A rational number is any number that can be expressed as the fraction of two integers, with the denominator y not equal to zero. Since y may be equal to 1, every integer is a rational number.
An irrational number is a number that cannot be expressed as a fraction. It is represented by a decimal that does not terminate or repeat.
Examples of irrational numbers are pi(π) = 3.142.. and = 1.4142…
The set of real numbers consists of all rational numbers and all irrational numbers. The real numbers include all integers, fractions, and decimals. The set of real numbers can be represented by a number line called the real number line.
Every real number corresponds to a point on the number line, and every point on the number line corresponds to a real number. On the number line, all numbers to the left of 0 are negative and all numbers to the right of 0 are positive. Only the number 0 is neither negative nor positive.
This video shows how to place rational and irrational numbers on the number line.For example,
We can use an inequality to represent an interval with one endpoint. For example,
x < 5
x ≤ 5
x > 5
x ≥ 5
We can use a double inequality to represent an interval with two endpoints. For example,
1 < x < 3
1 ≤ x < 3
1 < x ≤ 3
1 ≤ x ≤ 3
The entire real number line is also considered to be an interval
The absolute value of a number describes the distance of the number on the number line from 0. It does not consider which direction from 0 the number lies. The absolute value of a number is always positive.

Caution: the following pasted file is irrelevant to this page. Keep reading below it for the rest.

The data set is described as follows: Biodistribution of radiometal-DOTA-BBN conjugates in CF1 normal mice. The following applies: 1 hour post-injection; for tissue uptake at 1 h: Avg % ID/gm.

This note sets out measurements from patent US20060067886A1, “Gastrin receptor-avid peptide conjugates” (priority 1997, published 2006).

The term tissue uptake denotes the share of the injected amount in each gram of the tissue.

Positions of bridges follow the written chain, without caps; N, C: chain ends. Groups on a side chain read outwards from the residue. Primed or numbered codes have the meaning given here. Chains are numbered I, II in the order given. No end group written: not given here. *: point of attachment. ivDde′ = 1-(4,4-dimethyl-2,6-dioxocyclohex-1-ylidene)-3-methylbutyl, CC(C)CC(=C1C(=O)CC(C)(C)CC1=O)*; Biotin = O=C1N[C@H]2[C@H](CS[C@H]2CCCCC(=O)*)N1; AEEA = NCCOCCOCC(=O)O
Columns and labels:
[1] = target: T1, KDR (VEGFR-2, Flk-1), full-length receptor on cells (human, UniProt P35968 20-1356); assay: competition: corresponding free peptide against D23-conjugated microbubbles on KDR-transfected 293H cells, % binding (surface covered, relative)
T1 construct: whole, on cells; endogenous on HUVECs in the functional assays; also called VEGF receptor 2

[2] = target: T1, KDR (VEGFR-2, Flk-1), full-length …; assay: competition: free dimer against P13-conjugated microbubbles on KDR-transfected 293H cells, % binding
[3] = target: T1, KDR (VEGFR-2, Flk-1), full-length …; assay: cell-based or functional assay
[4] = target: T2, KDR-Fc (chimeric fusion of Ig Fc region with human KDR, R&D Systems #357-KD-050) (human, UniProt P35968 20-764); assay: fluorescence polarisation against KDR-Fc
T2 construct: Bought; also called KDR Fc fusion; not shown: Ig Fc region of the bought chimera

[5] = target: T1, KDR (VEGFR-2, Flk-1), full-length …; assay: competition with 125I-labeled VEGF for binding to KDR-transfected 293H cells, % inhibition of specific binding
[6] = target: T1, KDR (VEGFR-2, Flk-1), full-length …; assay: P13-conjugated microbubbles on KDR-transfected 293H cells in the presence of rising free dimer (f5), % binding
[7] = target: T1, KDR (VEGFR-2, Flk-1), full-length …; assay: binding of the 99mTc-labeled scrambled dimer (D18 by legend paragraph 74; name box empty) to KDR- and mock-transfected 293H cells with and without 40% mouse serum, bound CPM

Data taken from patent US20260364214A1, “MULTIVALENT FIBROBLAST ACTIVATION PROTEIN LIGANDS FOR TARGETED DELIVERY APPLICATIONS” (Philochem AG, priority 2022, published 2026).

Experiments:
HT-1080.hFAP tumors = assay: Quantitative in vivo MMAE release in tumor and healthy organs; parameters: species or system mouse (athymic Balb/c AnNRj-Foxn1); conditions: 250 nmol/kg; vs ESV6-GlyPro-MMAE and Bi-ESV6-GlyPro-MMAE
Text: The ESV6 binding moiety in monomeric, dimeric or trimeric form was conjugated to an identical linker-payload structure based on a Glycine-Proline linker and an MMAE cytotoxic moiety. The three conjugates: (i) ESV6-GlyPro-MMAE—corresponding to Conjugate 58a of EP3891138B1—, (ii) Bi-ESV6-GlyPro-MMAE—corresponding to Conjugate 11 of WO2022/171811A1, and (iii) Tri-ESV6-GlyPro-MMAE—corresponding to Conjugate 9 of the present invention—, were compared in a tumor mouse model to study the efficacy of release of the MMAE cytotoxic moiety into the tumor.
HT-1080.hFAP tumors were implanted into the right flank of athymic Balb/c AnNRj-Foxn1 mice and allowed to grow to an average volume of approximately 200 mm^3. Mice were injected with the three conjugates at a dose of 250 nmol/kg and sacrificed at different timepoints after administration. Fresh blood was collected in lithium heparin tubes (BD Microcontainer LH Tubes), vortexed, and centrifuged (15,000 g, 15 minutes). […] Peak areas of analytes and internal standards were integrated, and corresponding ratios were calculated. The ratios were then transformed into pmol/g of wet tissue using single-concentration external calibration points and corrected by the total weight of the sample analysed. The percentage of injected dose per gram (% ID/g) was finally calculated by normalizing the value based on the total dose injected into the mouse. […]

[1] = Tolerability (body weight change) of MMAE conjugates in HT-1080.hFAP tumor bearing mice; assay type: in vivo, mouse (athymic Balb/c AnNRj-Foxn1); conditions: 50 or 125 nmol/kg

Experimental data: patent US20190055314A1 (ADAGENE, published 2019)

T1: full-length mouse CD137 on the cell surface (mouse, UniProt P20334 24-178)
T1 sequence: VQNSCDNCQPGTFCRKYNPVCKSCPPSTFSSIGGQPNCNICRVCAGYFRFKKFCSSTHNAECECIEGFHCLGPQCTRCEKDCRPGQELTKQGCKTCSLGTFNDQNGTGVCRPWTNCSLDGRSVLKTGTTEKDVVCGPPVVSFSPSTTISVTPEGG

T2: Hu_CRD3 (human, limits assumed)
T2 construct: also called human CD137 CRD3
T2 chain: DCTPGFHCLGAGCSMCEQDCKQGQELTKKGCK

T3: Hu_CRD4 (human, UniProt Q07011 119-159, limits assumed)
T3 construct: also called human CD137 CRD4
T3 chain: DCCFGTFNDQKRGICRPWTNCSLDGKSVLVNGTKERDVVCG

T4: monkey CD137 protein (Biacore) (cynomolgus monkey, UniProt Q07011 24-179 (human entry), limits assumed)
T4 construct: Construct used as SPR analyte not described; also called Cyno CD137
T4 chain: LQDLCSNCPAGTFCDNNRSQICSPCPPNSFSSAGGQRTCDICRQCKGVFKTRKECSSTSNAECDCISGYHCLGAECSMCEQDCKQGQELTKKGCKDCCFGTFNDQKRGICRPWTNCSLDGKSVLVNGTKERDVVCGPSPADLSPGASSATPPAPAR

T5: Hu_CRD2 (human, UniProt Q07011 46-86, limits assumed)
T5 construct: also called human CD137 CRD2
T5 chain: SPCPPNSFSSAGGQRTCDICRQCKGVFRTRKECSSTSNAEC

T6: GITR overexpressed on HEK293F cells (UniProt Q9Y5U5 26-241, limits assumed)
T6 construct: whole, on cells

The absolute value of 3 is 3 which means that its distance from 0 is 3 units
The absolute value of −3 is also 3 which means that its distance from
0 is 3 units
The symbol for absolute value is two straight lines  (called bars) surrounding
the number or expression for which you wish to indicate absolute value.
For example: 
 6 
= 6 which means the absolute value of 6 is 6. 
 3 − 7  =  −4  = 4 

 6 +
3(−5)  =  6 − 15  =  −9  = 9 
It is important to note that the absolute value bars do NOT work in the
same way as parentheses. Recall that − (−5) = (−1) × (−5) = +5.
However, for the absolute value it is done by removing the absolute bar
and then performing the sign operation.
− −5  = −(+5) = (−1) × (+5)
= −5
There are several general properties of real numbers that are used frequently.
If a, b, and c are real
numbers, then
a + b = b + a and ab = ba.
For example, 3 + 5 = 5 + 3 = 8 and (−4)(6) = (6)(−4) = −24
(a + b) + c = a + (b + c) and (ab)c = a(bc).
For example, (8 + 2) + 5 = 8 + (2 + 5) = 15 and (8) = 8() = 16
a (b + c) = ab + ac
For example, 7(4 + 16) = (7)(4) + (7)(16) = 140
a + 0 = a, (a)(0) = 0, and (a)(1) = a
If ab = 0, then either a = 0 or b = 0 or both.
Division by 0 is not defined; for example, 4 ÷ 0, 0 ÷ 0 are undefined.
If both a and b are positive, then both a + b and ab are positive.
If both a and b are negative, then a + b is negative and ab is positive.
If a is positive and b is negative, then ab is negative.
a + b≤ a + b This is known as the triangle inequality.
ab =ab
If a > 1, then a^{2} > a If 0 < b < 1 then b^{2} < b, for example,
4^{2} = 16 > 4,
Rotate to landscape screen format on a mobile phone or small tablet to use the Mathway widget, a free math problem solver that answers your questions with stepbystep explanations.
We welcome your feedback, comments and questions about this site or page. Please submit your feedback or enquiries via our Feedback page.